A number of copies of the work were made, beginning with Baccio Bandinelli’s commission by Pope Leo X, completed in 1525, and which now resides in Florence’s Ufizzi Gallery (Galleria degli Uffizi); every major art museum in Europe has one today. Woodcuts and small models also proliferated throughout the West, further expanding the piece’s influence among artists notably including Titian, Peter Paul Rubens, and William Blake.
In the 18th century, miniature versions were created, probably both in Italy and in France, in gilt bronze, and based on the predilections of the Russian Empire at the time, I’d imagine the one still extant in the MFA is French, and dates from this era.
One of the reasons we can date this one is the position of Laocoön’s right arm. When the piece was unearthed by the Italians, this was one of the sections that was missing. A contest was held to imagine the pose of the arm and reconstruct that portion of the statue. Michelangelo was alone in thinking it should be bent back, others feeling the position should be more heroic, pulling the serpent away and breaking out of the composition’s triangularity.
In 1906, a marble arm was found by Ludwig Pollak, an Austro-Czech classical archaeologist, antiquities dealer, and museum director, in a builder’s yard near the find site of the statue. He found it stylistically similar to Laocoön, and presented it to the Vatican Museums, where it sat in a warehouse like the lost Ark of the Covenant for nearly five decades. Finally, someone tried this arm, finding that the drill holes for a metal connecting post between the two sections aligned perfectly. As can be seen in the marble version above, the restored arm is bent, in the position Michelangelo predicted. The work the Russians possess shows the older, incorrect arm position.
So who is this Laocoön dude, and why have things gone so badly for him and his sons? He is part of the story of the Greek conquest of Troy, though he is not mentioned by Homer. A priest of Poseidon, he is one of the two Trojans who argue against taking a certain giant wooden horse built by the Greeks inside the city gates. The other is Cassandra (Κασσάνδρα), doomed to see what the future holds but to be believed by no one when she spoke of it.
In Virgil’s (Publius Vergilius Maro) Aeneid, Laocoön speaks the famous lines:
Equo ne credite, Teucri
Quidquid id est, timeo Danaos et dona ferentes.
Do not trust the Horse, Teucrians,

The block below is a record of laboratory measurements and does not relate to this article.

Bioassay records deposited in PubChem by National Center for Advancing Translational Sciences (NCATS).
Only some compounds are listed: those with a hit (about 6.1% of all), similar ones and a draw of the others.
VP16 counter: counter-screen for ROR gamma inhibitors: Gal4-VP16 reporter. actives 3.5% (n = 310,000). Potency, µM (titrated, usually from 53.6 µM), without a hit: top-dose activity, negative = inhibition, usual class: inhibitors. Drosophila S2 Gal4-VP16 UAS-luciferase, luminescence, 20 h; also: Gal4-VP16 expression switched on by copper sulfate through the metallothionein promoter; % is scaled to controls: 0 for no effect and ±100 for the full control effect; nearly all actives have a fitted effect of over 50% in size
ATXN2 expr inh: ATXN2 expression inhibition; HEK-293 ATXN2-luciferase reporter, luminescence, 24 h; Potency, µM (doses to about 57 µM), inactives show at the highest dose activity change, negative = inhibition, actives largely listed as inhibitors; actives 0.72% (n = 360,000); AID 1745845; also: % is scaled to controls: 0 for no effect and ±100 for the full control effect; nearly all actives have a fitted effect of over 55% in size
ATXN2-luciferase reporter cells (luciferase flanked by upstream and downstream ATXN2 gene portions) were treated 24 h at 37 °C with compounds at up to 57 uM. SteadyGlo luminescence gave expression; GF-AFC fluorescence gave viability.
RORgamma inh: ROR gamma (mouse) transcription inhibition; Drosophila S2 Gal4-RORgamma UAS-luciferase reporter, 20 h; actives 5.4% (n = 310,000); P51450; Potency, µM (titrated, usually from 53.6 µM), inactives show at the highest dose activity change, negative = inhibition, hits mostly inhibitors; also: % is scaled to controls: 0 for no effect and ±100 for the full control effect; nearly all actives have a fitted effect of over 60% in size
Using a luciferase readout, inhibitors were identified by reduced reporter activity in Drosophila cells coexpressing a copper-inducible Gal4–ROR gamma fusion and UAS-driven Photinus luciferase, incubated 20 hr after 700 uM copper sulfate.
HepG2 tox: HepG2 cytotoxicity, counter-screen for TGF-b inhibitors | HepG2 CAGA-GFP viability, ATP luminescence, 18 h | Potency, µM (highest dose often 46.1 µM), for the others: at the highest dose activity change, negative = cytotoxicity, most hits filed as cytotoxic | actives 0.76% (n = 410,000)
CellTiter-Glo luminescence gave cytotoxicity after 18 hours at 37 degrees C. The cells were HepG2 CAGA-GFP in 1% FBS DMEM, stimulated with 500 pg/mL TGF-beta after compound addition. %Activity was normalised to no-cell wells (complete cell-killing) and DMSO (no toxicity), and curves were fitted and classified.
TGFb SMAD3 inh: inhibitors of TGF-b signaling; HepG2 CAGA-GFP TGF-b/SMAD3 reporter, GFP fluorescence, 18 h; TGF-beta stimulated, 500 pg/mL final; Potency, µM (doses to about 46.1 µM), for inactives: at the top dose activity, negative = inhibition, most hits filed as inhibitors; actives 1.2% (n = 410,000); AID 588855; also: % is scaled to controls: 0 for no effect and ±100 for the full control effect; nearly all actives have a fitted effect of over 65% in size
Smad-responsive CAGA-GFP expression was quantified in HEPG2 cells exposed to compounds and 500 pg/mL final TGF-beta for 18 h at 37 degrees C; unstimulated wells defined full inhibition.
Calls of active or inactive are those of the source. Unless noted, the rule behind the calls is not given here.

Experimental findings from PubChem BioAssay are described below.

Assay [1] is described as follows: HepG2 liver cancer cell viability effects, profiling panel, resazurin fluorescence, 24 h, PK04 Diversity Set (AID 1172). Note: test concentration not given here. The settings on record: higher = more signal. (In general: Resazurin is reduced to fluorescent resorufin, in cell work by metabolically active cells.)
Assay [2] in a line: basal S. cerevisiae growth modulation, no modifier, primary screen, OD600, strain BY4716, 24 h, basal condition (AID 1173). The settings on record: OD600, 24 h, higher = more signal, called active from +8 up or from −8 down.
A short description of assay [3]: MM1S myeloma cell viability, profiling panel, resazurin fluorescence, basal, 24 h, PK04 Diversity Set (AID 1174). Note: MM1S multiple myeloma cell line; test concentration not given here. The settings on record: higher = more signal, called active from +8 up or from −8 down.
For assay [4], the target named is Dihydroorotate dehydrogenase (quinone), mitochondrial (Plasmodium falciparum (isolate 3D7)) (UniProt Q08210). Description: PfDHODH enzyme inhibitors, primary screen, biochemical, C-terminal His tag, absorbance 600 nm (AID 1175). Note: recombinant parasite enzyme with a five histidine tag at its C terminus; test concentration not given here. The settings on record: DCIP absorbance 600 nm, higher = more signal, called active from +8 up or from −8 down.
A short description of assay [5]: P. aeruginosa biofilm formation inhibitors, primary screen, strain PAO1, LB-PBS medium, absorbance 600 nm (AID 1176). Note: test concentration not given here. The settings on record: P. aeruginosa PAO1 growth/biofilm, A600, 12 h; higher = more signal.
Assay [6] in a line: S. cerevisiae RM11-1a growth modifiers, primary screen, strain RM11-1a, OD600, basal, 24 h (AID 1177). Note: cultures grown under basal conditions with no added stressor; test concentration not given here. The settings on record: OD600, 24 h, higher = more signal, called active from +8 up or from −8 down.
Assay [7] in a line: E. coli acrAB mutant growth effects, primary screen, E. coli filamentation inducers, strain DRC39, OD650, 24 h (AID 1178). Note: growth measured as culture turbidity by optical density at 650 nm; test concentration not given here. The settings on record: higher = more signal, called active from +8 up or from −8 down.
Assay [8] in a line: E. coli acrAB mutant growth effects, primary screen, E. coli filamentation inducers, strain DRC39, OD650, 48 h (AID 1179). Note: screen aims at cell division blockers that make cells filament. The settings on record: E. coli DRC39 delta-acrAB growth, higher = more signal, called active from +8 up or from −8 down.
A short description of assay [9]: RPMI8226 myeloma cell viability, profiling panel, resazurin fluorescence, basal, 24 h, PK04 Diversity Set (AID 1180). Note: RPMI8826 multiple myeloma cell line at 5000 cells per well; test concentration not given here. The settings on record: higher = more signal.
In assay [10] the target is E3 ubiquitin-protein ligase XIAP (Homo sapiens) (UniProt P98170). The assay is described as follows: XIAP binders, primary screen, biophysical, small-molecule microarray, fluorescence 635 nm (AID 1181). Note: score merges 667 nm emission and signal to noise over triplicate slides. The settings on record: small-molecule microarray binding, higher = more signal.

Whatever it is, I fear the Danaans even when they bear gifts.
Teucrians and Danaans are Homeric collective names for the Trojans and Greeks, respectively. Although the stories vary, Athena, siding with the Greeks, typically sends a pair of serpents (which recalls Hera’s intended fate for Herakles) to punish Laocoön when he strikes the horse with his spear, and advocates for it to be burnt. For the Trojans (and Greeks), sons existed to give honor to their fathers’ names—providing them a small bit of immortality—so going after them is a pretty serious dick move. Even today, it smacks of Mob tactics, if nothing else.
When the snakes reach the trio, the Aeneid relates:
Ille simul manibus tendit divellere nodosperfusus sanie vittas atroque veneno, clamores simul horrendos ad sidera tollit: qualis mugitus, fugit cum saucius aramtaurus et incertam excussit cervice securim.
As he reached out his hands to tear at the coils, his hairband soaked with gore and black poison,
He then also raised dreadful cries to the heavens: like the bellowing of a wounded
Sacrificial bull that flees, shaking from its neck an ill-struck axe.
This section interestingly mirrors the description of Strife at the entrance to Hades also in the Aeneid: “[…] frenzied Strife,/ Her snaky tresses bound in a gore-smeared band.” (“[…] Discordia demens/ vipereum crinem vittis innexa cruenti.”). A vitta, which I’ve rendered as “hairband”, and “band” (since the inclusion of “tresses” made “hair” implicit in the latter case), is an element of priestly attire made of white woolen cloth, and its pollution with dark gore and venom would have been a striking image to the Romans. Other translators have used chaplet or fillet to translate the term, but I find these so archaic as to carry no meaning for the modern reader.
As an allegory, the death of Laocoön is ambiguous: was he punished for acting against the gods, or for being right? He presents a figure similar to Prometheus in this regard.
And now we return to the meaning of this statuette in the context of the interview. Is it there to cast the Russians as those who speak truth “though the heavens fall”, or as a warning to those who would tell a truth that is unpopular?
The reality is that the Russians probably saw no significance in placing this statue within the scene of the Foreign Minister’s interview other than as pure ostentation: something old and gold to display the power and wealth of their nation, caring about classical myth almost as little as we.
- Photograph by Livio Andronico, 2014.